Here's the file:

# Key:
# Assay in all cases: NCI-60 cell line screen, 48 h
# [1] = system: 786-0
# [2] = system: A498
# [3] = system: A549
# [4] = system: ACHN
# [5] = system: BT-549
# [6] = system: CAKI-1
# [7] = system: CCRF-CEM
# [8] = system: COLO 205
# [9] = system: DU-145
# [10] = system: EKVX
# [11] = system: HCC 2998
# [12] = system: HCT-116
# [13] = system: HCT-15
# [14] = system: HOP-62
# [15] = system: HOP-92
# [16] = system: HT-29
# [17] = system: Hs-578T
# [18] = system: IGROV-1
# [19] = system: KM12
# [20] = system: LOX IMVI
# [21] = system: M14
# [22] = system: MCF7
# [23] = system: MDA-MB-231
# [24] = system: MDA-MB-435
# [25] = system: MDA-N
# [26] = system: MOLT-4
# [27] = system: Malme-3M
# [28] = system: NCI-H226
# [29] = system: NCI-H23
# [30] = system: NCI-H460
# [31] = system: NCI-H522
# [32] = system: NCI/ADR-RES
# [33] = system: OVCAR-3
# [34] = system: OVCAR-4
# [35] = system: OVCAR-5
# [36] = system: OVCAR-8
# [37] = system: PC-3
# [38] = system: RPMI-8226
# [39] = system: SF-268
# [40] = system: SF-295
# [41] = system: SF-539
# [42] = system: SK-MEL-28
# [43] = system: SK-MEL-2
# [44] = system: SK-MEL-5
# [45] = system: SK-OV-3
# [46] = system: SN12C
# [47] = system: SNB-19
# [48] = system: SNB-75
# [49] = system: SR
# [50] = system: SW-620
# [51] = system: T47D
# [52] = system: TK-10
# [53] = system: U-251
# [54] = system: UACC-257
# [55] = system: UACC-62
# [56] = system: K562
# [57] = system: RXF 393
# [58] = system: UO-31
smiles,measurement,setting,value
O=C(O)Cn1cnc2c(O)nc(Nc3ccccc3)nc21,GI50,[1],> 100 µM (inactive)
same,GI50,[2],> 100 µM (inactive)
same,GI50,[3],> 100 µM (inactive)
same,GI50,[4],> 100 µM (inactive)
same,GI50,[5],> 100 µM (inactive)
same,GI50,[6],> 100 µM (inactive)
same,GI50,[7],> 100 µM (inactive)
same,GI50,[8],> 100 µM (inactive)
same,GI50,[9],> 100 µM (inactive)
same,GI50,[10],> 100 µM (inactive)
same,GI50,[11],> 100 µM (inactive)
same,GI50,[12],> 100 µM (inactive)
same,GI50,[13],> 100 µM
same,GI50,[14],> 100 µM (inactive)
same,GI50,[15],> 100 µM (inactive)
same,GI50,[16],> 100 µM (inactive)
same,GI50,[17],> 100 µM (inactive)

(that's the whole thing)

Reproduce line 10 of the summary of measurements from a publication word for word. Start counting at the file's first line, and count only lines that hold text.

# [8] = system: COLO 205